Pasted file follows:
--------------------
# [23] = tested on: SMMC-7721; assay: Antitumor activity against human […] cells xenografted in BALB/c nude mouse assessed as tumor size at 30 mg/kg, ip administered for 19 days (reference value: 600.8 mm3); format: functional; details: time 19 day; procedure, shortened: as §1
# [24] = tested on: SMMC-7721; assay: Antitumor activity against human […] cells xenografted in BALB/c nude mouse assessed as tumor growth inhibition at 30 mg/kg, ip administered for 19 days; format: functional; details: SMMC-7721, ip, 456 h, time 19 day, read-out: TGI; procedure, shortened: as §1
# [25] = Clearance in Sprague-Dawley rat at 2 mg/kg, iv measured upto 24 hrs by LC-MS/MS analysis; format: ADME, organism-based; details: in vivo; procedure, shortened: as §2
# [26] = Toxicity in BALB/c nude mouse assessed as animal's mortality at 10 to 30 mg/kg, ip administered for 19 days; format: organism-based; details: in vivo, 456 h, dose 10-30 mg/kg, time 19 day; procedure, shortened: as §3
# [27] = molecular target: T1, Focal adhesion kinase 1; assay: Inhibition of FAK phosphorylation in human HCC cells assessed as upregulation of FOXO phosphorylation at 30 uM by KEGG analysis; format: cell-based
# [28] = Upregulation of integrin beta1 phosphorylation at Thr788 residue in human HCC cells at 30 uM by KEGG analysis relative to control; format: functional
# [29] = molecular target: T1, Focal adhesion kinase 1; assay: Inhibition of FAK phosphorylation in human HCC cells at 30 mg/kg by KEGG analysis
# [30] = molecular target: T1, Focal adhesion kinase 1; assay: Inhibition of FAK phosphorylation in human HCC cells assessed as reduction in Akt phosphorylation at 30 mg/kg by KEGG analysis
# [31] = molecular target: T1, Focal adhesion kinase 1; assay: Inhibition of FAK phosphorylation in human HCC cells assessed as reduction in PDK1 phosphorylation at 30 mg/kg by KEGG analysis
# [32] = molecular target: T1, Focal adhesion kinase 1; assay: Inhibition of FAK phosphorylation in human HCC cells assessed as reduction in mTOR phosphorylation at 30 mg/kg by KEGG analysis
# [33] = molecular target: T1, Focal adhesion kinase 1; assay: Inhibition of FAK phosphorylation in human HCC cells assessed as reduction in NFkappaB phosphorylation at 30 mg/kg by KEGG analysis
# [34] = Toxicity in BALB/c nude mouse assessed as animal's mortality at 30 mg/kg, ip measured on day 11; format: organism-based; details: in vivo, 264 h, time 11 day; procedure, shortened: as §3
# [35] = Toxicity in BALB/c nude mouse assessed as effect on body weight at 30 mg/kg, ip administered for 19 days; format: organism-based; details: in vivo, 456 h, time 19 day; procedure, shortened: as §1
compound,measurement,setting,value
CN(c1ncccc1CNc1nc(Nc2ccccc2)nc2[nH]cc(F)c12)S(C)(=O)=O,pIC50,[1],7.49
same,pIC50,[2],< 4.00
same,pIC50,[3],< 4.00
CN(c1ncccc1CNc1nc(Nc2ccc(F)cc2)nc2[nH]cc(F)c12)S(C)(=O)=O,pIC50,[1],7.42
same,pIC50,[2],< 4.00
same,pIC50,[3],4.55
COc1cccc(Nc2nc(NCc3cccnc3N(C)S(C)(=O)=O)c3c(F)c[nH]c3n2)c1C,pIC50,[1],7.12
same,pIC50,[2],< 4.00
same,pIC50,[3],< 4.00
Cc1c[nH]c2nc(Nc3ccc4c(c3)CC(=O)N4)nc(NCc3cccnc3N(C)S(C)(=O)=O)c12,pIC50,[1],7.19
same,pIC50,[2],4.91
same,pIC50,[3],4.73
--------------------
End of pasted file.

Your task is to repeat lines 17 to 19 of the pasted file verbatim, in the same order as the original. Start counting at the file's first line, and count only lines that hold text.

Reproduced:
same,pIC50,[3],< 4.00
CN(c1ncccc1CNc1nc(Nc2ccc(F)cc2)nc2[nH]cc(F)c12)S(C)(=O)=O,pIC50,[1],7.42
same,pIC50,[2],< 4.00